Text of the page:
What is Post-Partum Depression?

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What is Post-Partum Depression?

April 06, 2022

Postpartum mood disorders are typically separated into three subcategories: the “baby blues,” postpartum depression (PPD), and postpartum psychosis (PPP). The “baby blues” is the least severe, most common, and typically resolve within a few weeks.

Postpartum depression (PPD) occurs in approximately 15% of new mothers. How often PPD symptoms occur, how long they last, and how intense they feel can be different for each person; one size does not fit all. PPD is believed to be caused by multiple interrelated factors including hormonal changes, physical changes, and stress. Symptoms may occur a few days after delivery or sometimes as late as a year later. Many women will have alternating good and bad days with symptoms ranging from mild to severe.

Symptoms of PPD

• Crying more often than usual
• Feelings of anger
• Withdrawing from loved ones
• Feeling numb or disconnected from your baby
• Worrying that you will hurt the baby
• Doubting your ability to care for your baby
• Lasting sad, anxious, or “empty” mood
• Hopelessness or pessimism
• Feelings of guilt, worthlessness, or helplessness
• Feelings of irritability or restlessness
• Loss of interest in hobbies and activities
• Loss of energy
• Problems concentrating, recalling details, and making decisions
• Difficulty falling asleep or sleeping too much
• Overeating or loss of appetite
• Thoughts of suicide or suicide attempts
• Aches or pains that do not get better with treatment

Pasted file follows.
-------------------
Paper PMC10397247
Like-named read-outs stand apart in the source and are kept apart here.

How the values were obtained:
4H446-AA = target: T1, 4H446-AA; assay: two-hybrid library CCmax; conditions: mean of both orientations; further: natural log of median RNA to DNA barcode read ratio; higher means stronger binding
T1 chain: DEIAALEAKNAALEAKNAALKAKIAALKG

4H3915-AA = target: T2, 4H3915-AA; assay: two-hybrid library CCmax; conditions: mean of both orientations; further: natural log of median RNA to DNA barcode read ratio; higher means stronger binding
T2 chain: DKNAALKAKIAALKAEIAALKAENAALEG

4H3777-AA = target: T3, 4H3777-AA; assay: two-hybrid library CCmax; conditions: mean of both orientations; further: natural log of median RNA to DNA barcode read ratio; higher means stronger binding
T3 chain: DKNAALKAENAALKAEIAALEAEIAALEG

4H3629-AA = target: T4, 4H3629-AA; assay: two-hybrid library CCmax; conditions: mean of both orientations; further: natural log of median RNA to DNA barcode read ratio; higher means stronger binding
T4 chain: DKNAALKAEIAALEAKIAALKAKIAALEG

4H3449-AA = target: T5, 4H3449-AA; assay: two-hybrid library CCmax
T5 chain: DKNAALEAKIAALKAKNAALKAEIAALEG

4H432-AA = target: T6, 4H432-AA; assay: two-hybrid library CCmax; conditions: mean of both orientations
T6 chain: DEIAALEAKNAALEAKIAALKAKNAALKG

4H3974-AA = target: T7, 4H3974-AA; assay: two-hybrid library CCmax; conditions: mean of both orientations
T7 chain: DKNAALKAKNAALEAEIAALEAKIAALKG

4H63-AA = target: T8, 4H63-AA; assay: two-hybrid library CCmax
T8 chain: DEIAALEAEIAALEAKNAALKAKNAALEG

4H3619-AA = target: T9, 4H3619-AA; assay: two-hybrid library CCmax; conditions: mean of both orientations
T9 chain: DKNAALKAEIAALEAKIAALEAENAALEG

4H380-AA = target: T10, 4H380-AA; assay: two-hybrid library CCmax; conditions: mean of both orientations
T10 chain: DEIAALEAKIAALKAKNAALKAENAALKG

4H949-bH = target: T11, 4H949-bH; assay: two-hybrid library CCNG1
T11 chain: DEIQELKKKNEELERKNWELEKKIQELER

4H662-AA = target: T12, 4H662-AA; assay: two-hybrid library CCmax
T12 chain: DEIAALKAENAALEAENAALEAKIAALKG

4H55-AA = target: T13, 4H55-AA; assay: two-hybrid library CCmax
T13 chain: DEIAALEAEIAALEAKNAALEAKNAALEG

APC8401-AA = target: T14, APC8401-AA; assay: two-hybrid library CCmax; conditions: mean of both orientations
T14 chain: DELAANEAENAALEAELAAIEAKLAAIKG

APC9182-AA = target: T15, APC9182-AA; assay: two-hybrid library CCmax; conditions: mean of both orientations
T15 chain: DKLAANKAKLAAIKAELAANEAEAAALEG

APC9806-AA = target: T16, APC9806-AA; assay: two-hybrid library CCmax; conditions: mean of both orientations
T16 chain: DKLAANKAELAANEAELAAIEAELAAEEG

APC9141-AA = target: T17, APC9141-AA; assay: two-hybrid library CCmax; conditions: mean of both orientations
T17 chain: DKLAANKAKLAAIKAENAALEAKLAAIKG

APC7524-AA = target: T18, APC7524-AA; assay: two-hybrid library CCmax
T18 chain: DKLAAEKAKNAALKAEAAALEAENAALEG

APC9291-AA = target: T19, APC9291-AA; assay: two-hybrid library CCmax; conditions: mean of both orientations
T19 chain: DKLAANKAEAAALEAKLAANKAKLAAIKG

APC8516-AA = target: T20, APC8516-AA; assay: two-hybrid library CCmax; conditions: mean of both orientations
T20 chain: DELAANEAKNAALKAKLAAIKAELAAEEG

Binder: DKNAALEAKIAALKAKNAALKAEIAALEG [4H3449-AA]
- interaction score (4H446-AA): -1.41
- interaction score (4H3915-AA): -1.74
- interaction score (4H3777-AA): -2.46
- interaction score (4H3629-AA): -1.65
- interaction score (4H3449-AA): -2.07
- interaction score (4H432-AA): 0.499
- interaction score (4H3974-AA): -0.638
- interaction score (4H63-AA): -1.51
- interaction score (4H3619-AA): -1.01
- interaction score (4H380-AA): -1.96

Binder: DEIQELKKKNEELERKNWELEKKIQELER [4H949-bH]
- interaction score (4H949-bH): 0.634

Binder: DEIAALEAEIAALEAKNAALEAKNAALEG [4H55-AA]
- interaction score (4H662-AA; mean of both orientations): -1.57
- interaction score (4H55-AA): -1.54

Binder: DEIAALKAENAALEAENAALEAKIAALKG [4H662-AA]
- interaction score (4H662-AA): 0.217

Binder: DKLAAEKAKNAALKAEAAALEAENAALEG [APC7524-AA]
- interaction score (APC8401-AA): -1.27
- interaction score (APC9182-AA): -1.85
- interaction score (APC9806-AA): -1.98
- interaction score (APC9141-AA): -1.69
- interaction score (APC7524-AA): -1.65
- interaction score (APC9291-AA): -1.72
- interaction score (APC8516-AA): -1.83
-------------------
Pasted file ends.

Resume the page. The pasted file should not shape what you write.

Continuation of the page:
Since PPD symptoms can range in severity, please speak with your healthcare provider immediately if you are experiencing any of these symptoms.

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Postpartum depression is treatable, and most people get better with treatment. If you think you may be depressed, the first step to getting treatment is speaking to your health care provider. You can even ask your health care provider for a referral to a mental health professional who specializes in PPD. There are effective treatments that can put you on the road to recovery including therapy and/or medication. Seeking treatment in a timely manner is important; the longer you wait to get help, the longer it may take for you to feel better.

The information contained here within is not intended to be a substitute for professional medical advice, diagnosis, or treatment. Always seek the advice of your physician or other qualified health provider with any questions you may have regarding a medical condition. Never disregard professional medical advice or delay in seeking it because of something you have read. If you think you may have a medical emergency, call your doctor, go to the emergency department, or call 911 immediately. Edwards Health Care Services (EHCS) does not recommend or endorse any specific tests, physicians, products, procedures, opinions, or other information that may be mentioned here within. Reliance on any information provided by EHCS, EHCS employees, contracted writers, or medical professionals presenting content for publication here within is solely at your own risk.

• https://americanpregnancy.org/first-year-of-life/forms-of-postpartum-depression/
• https://www.cdc.gov/reproductivehealth/depression/
• https://postpartumprogress.com/six-things-that-can-affect-how-quickly-youll-recover-from-postpartum-depression
• https://americanpregnancy.org/first-year-of-life/baby-blues-or-postpartum-depression/
• https://www.helpguide.org/articles/depression/postpartum-depression-and-the-baby-blues.htm
• https://ods.od.nih.gov/factsheets/Folate-HealthProfessional/

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